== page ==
On the surface, digital signage and kiosk technology might appear to be completely different and separate devices. Digital signage is often thought of as a means to advertise or provide information, while kiosks are interactive devices that usually provide a service or product. However, as the demand and application for both digital signage and kiosk technology continues to grow, the lines between these seemingly unrelated devices are becoming more and more blurred. Just how much common ground might these technologies share? We’re taking a look at these distinct, yet related devices and discussing the ways businesses are integrating these technologies, both alone and together, to add yet another digital layer to the customer experience.

Digital Signage vs. Kiosk Technology

Historically, digital signage was displayed via a mounted screen and did not include interactive content, communicating with a wide audience in a one-to-many format. Content was usually prescheduled and managed centrally through a software program. Kiosks were thought to provide much of the same information as digital signage, but with an additional layer of engagement, operating in a one-to-one format for a more personalized interaction. However, as digital displays and kiosks become more commonplace in the market, we are seeing a blurring of lines between these technologies that make it difficult to fit either of these tools into one category or another.

Today, most of the digital signs we come into contact with are capable of so much more than simply displaying a one-way flow of information. We are seeing additional technology features being integrated into these displays, making for a more interactive exchange between the signage and the consumer. For example, touch overlays, motion sensors, cameras, and beacons can be combined into your digital signage strategy to make for a more interactive customer experience. This is where the lines become blurred – if a digital signage display has interactive capabilities, is it also a kiosk? Even for those well versed in the industry, distinguishing between these lines can be difficult. But the technicalities of each are unimportant. Instead, companies should be focusing on how they can use both technologies to their advantage.

Working Together

Companies do not need to choose one technology over the other. Rather, kiosk and digital signage applications may be seamlessly deployed side-by-side and work closely together to stimulate consumer behavior. Digital signage can provide branding and messaging to attract consumers’ attention, drawing individuals to interact with the device. Kiosks with digital displays that serve quality content beyond just the services provided are more useful to the user. The kiosk can provide the primary service, while the digital signage supports that service with additional information. Together, these technologies can help build brand awareness, provide the user with additional and relevant information, and serve as a means to generate revenue through advertisements. For example, a screen could be displayed on top of a ticketing kiosk at a stadium to promote future games to an audience who would likely be interested in such an offer. It could also advertise nearby restaurants, offer insight into player statistics, and display directions around the stadium. To attract and hold the attention of today’s tech-savvy and information hungry consumers, companies need to take advantage of these emerging levels of interactivity.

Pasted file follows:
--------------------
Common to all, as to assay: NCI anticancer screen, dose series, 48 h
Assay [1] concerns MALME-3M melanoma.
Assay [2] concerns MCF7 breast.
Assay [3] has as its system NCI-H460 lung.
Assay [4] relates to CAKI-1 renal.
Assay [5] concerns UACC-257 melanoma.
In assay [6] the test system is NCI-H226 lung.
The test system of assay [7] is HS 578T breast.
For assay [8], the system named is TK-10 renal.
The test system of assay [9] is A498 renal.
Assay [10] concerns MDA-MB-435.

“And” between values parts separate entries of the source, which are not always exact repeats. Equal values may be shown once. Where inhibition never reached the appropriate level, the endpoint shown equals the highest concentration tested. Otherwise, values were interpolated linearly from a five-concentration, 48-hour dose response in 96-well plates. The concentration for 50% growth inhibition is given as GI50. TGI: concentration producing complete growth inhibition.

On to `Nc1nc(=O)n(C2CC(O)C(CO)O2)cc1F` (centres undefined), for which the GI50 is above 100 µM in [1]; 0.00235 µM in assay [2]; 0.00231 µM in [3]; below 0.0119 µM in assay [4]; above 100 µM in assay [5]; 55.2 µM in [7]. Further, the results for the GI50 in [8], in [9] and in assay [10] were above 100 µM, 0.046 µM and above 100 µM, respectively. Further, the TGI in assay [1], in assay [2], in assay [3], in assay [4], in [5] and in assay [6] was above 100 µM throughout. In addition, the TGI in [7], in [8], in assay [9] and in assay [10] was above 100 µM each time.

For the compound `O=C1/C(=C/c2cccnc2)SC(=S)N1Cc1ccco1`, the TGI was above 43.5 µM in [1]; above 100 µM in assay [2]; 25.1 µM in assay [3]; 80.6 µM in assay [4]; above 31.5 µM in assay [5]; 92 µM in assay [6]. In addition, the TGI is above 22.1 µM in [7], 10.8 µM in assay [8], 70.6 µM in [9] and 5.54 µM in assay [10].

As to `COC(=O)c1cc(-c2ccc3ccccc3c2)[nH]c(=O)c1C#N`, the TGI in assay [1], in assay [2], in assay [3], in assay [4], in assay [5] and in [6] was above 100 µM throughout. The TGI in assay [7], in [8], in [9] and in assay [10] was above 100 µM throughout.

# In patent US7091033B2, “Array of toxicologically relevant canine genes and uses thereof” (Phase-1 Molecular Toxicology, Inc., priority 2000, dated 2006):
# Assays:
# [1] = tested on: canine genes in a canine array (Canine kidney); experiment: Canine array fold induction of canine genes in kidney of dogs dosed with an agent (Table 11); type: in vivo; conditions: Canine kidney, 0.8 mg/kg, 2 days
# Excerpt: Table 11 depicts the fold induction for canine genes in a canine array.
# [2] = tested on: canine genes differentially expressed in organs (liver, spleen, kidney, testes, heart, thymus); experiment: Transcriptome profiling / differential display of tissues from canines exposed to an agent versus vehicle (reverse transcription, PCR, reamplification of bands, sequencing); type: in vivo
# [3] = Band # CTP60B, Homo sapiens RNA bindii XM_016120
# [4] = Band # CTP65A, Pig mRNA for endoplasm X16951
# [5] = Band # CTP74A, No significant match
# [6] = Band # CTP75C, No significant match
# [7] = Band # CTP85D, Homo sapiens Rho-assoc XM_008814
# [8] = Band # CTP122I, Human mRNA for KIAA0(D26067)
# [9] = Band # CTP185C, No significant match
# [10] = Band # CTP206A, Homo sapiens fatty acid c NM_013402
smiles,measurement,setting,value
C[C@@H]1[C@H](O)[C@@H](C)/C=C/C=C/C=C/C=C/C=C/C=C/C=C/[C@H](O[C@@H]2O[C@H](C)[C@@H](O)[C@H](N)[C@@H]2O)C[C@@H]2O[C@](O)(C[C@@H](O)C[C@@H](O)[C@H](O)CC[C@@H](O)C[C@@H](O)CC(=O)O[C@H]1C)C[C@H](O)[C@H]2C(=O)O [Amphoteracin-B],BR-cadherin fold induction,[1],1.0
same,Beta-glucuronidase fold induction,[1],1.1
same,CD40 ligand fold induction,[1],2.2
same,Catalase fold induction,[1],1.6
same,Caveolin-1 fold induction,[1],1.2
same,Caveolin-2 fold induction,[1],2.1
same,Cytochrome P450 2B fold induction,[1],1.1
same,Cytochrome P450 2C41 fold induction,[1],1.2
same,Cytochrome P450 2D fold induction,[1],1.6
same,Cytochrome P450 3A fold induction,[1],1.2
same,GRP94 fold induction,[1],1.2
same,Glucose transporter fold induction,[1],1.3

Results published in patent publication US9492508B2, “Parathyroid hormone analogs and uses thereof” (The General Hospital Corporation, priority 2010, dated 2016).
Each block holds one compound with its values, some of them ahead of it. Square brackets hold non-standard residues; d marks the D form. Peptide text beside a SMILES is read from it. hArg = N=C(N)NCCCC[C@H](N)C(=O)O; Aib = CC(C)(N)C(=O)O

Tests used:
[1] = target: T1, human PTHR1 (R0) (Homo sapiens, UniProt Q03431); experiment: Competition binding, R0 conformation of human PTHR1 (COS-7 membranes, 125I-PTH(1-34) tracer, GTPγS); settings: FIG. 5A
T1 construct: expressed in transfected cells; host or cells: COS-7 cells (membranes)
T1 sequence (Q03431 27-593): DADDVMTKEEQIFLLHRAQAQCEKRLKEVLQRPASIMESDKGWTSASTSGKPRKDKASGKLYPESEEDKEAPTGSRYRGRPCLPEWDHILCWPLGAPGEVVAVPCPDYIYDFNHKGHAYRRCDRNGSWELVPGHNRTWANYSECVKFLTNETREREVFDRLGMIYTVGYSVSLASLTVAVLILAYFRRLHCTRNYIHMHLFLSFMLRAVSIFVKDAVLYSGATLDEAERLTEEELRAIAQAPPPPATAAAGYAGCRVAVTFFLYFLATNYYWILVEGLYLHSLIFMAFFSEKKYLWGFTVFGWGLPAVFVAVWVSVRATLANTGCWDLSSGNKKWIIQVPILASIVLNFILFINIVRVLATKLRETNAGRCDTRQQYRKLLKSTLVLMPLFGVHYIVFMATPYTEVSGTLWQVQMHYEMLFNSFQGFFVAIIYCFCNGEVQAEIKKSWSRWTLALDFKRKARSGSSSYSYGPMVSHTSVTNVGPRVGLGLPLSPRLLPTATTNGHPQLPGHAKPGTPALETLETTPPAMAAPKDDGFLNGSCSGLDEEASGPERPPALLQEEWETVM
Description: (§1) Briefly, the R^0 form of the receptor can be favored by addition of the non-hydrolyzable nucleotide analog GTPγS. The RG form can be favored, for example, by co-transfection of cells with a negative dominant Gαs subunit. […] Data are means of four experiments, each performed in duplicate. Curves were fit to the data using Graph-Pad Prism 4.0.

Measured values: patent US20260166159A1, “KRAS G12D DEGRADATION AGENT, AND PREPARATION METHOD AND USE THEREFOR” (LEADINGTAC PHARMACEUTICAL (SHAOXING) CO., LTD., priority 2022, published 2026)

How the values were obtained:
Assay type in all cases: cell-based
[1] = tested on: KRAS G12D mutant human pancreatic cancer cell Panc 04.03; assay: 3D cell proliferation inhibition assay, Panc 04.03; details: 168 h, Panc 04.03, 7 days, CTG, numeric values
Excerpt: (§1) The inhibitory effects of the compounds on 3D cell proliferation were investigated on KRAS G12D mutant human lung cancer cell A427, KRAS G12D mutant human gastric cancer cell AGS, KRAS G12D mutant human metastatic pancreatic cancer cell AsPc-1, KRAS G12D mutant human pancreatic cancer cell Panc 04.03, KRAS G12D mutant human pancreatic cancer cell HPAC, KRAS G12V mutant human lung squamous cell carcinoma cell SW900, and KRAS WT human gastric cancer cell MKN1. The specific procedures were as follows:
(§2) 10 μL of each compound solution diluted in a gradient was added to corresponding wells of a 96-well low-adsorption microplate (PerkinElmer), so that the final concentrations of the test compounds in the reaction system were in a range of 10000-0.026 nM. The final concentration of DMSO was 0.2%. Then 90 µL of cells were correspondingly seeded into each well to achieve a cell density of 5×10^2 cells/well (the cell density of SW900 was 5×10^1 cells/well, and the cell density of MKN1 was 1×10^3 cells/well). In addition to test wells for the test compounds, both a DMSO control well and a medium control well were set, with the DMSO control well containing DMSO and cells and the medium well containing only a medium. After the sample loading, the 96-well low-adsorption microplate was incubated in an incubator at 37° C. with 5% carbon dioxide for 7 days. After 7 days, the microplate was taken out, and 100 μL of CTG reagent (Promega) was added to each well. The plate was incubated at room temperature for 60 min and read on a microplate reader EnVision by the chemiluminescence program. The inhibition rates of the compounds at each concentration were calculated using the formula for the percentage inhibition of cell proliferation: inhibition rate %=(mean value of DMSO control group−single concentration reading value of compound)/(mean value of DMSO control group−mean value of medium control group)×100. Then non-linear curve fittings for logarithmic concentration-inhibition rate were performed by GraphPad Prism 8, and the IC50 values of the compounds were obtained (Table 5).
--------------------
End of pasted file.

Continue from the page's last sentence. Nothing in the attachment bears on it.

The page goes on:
For digital signage and kiosks to work together in harmony, they must move in one direction towards the same goal. The key to successfully implementing these technologies into your business strategy is less about the device itself and more about how you will use this technology to create a solution that improves the overall customer experience, leaving them happy and wanting more.

 As these technologies continue to grow in popularity, companies should start considering how they can use digital signage and kiosks in conjunction to help guide their customers through the purchase journey. After all, both of these technologies share a similar goal: attracting, engaging, and communicating with today’s high-tech consumers. Adding yet another digital layer to the customer experience is a way to increase the opportunity for engagement. And by giving consumers the opportunity to engage with your message, they are more likely to remember you in the future.

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